Moore, Smith and Feinberg, Circuit Judges.
Brendan Reilly Associates, bankrupt, filed a voluntary petition in bankruptcy on March 6, 1964, and was appointed debtor in possession on March 10, 1964.
Quintino Tesciuba, appellant and a creditor of the bankrupt, instituted a proceeding on April 2, 1964, to reclaim certain property in the possession of the bankrupt, allegedly belonging to appellant. Appellant's petition was granted on April 29, 1964, and subsequently appellant recovered the property.
The bankrupt was adjudicated on October 13th, and the Trustee qualified on October 19, 1964. On May 11, 1965, the Trustee filed an application for a declaration of his rights, seeking vacation of the order of April 29, 1964, and permission to file an answer to the appellant's reclamation petition of April 2, 1964.
Appellant moved for summary judgment against the Trustee on August 27, 1965. The motion was denied by the Referee and the denial confirmed by the District Court on June 28, 1966. Reargument was denied on August 2, 1966.
Appellant appeals from the orders of the District Court dated June 28th and August 2nd, 1966.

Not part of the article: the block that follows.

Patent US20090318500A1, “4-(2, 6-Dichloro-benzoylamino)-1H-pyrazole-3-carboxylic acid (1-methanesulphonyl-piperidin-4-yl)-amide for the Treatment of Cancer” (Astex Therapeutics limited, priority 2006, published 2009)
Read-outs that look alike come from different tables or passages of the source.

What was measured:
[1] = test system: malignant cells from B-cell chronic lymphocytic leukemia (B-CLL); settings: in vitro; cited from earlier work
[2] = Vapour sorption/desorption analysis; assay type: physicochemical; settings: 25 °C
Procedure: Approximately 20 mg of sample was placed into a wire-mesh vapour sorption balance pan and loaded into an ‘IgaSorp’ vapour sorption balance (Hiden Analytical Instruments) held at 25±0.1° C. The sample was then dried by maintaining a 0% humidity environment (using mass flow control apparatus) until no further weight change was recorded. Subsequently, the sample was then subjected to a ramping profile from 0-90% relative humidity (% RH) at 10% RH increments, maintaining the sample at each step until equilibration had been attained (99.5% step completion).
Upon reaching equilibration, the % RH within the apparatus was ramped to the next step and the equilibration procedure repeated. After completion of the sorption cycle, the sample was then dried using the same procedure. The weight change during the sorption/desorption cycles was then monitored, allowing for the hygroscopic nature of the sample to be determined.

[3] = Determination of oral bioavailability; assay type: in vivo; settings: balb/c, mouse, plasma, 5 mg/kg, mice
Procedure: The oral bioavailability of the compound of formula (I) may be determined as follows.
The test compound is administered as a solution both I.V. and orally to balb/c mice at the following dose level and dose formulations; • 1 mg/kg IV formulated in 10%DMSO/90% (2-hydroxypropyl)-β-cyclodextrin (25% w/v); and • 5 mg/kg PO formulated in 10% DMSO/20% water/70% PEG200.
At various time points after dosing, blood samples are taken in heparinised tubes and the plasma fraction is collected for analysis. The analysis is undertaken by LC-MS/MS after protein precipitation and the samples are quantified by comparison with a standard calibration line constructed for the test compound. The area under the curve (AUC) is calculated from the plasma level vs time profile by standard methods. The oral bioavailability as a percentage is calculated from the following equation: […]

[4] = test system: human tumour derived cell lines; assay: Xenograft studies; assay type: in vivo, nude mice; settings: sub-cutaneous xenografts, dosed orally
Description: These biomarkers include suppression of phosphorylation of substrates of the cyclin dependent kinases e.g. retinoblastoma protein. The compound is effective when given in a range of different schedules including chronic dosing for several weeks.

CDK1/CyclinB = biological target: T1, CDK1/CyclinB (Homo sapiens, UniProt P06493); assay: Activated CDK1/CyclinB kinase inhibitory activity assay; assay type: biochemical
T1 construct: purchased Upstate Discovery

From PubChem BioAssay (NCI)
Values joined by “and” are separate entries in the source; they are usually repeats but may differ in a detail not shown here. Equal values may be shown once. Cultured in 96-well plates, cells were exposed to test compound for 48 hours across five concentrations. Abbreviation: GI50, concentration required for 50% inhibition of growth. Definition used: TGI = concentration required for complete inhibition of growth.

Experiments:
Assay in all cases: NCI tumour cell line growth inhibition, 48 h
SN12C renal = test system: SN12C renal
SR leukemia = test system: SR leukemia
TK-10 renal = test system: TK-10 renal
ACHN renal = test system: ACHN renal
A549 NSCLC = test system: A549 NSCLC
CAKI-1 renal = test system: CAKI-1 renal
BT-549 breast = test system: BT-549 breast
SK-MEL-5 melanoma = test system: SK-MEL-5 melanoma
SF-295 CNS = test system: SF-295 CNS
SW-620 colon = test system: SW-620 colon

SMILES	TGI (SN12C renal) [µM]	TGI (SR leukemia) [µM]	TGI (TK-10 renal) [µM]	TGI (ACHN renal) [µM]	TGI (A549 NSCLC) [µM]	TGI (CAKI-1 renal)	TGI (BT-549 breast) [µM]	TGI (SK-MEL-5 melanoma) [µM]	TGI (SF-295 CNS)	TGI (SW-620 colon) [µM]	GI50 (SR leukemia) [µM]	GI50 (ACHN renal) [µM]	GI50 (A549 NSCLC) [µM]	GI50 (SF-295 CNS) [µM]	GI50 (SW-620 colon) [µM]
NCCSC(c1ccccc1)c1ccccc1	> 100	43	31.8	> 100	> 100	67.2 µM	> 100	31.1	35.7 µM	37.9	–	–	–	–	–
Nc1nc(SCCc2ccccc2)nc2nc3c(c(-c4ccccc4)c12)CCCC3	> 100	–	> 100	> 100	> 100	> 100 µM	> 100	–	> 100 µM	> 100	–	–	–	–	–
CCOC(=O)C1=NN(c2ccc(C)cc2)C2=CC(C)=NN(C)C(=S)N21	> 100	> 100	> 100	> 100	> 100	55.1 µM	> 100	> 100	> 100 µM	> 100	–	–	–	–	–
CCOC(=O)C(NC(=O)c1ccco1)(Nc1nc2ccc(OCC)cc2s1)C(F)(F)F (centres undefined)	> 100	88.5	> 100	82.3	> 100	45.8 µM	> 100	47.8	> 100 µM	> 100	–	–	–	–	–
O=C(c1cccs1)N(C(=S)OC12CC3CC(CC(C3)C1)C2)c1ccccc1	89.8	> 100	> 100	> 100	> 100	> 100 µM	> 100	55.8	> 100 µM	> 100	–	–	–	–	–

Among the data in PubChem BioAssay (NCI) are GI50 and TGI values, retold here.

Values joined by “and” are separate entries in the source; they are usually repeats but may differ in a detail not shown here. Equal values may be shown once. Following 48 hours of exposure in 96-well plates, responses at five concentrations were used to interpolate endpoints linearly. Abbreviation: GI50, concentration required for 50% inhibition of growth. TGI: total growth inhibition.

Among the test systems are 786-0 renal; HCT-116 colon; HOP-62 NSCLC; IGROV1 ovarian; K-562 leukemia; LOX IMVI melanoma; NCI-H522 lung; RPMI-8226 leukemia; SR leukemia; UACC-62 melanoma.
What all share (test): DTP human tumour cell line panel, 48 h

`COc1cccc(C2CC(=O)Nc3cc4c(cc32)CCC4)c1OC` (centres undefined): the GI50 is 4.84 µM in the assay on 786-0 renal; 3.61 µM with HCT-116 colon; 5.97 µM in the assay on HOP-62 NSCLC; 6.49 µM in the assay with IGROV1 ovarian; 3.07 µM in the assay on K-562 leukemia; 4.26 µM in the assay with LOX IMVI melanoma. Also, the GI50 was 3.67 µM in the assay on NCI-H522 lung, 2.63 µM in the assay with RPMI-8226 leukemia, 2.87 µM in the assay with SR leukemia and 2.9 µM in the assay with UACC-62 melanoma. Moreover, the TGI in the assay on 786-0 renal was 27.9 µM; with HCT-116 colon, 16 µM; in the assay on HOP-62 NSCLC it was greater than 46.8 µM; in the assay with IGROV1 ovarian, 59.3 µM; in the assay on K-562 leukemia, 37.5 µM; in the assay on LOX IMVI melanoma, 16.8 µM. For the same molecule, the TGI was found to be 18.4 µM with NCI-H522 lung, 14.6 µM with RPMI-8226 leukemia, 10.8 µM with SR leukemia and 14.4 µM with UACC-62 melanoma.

The August 2, 1966, order denying reargument, is not appealable. In the Matter of Brendan Reilly Associates, Inc., 372 F.2d 235 (2d Cir. 1967).
The denial of a motion for summary judgment is an interlocutory order and normally not appealable. Chappell & Co. v. Frankel, 367 F.2d 197 (2d Cir. 1966); 6 Moore, Federal Practice para. 56.21. Interlocutory orders in proceedings in bankruptcy are appealable, 11 U.S.C.A. § 47, whereas such orders in controversies arising in proceedings in bankruptcy and in plenary actions brought by the Trustee are not. 6 Moore, Federal Practice para. 56.21 pp. 2793-4.
The Trustee's application in the present case asserted the invalidity of appellant's title as against both the debtor in possession and the Trustee. As noted above, the prayer for relief sought vacation of the Court's order establishing appellant's right to the property and asked permission to file an answer to appellant's reclamation claim.
It is apparent that the proceedings below involved a dispute between the Trustee and an adverse claimant over the right to possession of property. Such a dispute is clearly not a proceeding in bankruptcy, 2 Collier on Bankruptcy (14th Ed.) para. 24.29-24.32, and the denial of summary judgment is not appealable.
Appeal dismissed for lack of jurisdiction.